How ‘gadget nerd’ Coyt Johnston became an expert in unmanned vehicles
Published in 2017 Texas Rising Stars magazine
By Marc Ramirez on March 8, 2017
The first time Coyt Johnston piloted a drone, he was assigned to the mission by his stepmom, in preparation for his sister’s wedding on California’s Catalina Island.
His stepmother had won a drone in a raffle, and hoped Johnston could mount his GoPro camcorder on it for cool photos. He got plenty. And then he got hooked.
“It was like tapping into a perspective that’s always there, but you just don’t realize it,” says the 41-year-old professional liability attorney at Dallas’ Johnston Tobey Baruch, where his father, Randy, is managing shareholder.
Before long, Johnston’s zeal spurred him to pursue an understanding of drone law—a field set to grow in coming years as technology advances and unmanned vehicles become more popular. Though the drone cases haven’t yet shown up in Johnston’s inbox, he has advised clients on the law pertaining to drones and is poised to take cases when the time comes. Increasingly part of everyday life, drones are used by hobbyists, law enforcement and movie producers. Farmers use them to monitor crops; emergency officials put them to work searching for missing people in floodwaters.
Companies like Amazon wish to deliver goods via drone, while Facebook has talked of a drone-based Wi-Fi network. But for now, laws in most states, including Texas, target recreational users—among them Johnston, a self-proclaimed “gadget nerd” who by his sister’s wedding day could pan over the ocean and record video of his two daughters running along the beach.
While radio-controlled airplanes have existed for years, some drones have become so advanced—GPS-enabled, able to adjust for wind gusts or misdirection—that operators no longer need major skills.
“The RC stuff has been around since I was a kid, but people who flew them were basically pilots,” Johnston says. “I don’t have skills like that. For me, it would be 30 seconds of fun and then a smoking pile on the ground.”
But Johnston quickly realized that laws governing drones were vague and inconsistent. “Here’s what I want as a hobbyist: reasonable and clear lines, so I can conduct my private activity in a way that doesn’t violate the law,” he says. “And it’s far from that.”
The problem is that the Federal Aviation Administration and local governments approach regulation differently, he says. The FAA is focused mostly on where drones can fly: For instance, without a permit, drones may not fly higher than 500 feet, within 5 miles of an airport or beyond the operator’s line of sight.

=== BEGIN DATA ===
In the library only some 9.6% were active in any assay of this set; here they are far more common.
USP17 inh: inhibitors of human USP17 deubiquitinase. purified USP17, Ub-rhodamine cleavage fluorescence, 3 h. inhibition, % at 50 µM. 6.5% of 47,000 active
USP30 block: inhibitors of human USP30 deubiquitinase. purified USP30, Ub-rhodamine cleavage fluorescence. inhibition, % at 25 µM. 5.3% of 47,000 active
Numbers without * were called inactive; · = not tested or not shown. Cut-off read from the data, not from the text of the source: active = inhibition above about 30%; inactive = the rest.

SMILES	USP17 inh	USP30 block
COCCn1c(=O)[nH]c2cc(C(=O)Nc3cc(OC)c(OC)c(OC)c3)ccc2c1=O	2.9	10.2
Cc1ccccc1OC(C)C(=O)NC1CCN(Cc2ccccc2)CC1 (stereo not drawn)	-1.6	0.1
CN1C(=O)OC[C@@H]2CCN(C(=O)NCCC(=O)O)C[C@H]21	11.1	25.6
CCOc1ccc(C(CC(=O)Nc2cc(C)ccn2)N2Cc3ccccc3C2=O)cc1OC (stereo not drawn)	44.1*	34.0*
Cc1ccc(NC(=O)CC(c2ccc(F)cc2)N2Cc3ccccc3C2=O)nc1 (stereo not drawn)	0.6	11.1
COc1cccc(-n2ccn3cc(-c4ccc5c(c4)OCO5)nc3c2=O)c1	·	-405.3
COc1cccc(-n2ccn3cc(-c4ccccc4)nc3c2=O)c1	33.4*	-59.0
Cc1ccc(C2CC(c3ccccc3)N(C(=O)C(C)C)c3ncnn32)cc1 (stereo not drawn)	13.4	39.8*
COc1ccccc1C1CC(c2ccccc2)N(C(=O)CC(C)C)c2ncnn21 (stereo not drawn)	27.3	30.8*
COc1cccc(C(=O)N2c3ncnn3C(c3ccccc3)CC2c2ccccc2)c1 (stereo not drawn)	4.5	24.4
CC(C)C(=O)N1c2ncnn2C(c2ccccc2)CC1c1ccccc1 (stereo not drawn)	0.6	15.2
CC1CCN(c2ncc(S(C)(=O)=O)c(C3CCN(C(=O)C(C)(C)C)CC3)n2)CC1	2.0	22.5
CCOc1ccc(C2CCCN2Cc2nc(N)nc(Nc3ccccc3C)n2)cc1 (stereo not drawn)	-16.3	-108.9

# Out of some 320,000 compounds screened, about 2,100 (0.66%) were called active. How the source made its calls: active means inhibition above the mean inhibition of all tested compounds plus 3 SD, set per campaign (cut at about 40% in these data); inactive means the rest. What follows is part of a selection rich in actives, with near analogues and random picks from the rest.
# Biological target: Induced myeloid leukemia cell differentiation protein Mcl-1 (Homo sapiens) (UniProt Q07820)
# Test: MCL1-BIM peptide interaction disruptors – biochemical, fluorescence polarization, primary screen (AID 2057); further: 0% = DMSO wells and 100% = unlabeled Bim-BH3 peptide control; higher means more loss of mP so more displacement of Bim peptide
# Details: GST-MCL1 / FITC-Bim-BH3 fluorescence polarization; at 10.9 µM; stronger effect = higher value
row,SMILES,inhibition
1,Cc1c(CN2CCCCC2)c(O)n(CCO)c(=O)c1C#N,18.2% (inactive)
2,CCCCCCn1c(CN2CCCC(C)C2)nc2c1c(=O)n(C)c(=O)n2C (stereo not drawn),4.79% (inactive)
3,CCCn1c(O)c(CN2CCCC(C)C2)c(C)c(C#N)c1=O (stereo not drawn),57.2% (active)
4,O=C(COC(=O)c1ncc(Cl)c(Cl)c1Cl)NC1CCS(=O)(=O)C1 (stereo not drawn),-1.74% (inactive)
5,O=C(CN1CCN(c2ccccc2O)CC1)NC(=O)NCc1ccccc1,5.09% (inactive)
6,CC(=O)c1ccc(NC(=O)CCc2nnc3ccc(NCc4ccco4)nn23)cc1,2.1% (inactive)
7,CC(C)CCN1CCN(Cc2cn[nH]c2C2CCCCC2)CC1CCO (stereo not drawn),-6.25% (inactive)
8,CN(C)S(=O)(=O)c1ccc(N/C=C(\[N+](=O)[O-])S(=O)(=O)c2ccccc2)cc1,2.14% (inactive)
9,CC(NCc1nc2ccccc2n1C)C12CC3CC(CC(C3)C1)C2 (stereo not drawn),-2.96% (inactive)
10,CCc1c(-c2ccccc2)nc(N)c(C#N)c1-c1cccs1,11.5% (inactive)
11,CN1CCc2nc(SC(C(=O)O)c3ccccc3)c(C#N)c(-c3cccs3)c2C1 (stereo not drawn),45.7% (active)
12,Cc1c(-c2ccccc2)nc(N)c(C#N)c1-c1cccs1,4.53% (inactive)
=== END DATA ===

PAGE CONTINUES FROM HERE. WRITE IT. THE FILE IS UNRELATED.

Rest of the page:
Meanwhile, states have made their own restrictions, so hobbyists face new sets of rules any time they cross a state border. The Texas Privacy Act, passed in 2013, is aimed more at what drones should or shouldn’t do, preventing users from recording images of others’ property without consent.
“Very little of their law is aimed at where you can actually physically have the drone; it’s focused much more on what’re you doing with it—what are you capturing with it,” he says.
The law was ostensibly meant to keep citizens from spying on each other, Johnston says, but it would also likely have prevented a December 2011 discovery that predated it, when a hobbyist flying a drone over Dallas’ Trinity River captured evidence that a meatpacking company was dumping pig’s blood into a tributary. The case drew felony charges against the company, ultimately dropped to a simple $100,000 misdemeanor fine because of an investigator’s error.
In addition, he says, the law is inconsistent. It prohibits capturing video footage of private property even if people in some areas—like front yards—have no legal expectation of privacy. If kids were to fly a drone too high and inadvertently record a neighbor’s yard, they’d be in violation.
“There are legitimate concerns that we all need to address,” Johnston says, “and privacy is certainly one of them. It’s just that a super-broad law doesn’t target those problems.
“It’s true that there are people who are annoyed by kids flying drones,” he says, “but we shouldn’t be in the business of legislating against any way you annoy me, or else selfie sticks would be outlawed and Pokémon Go wouldn’t exist.”
The challenges of regulating technology are only going to intensify, Johnston says.
“That’s the world we live in,” he says. “Cybersecurity, cyberstalking—all those things are drastically changed by technology, and it’s an ongoing task to keep up. But the solution is not to throw a gigantic net over it and try to catch everything.”
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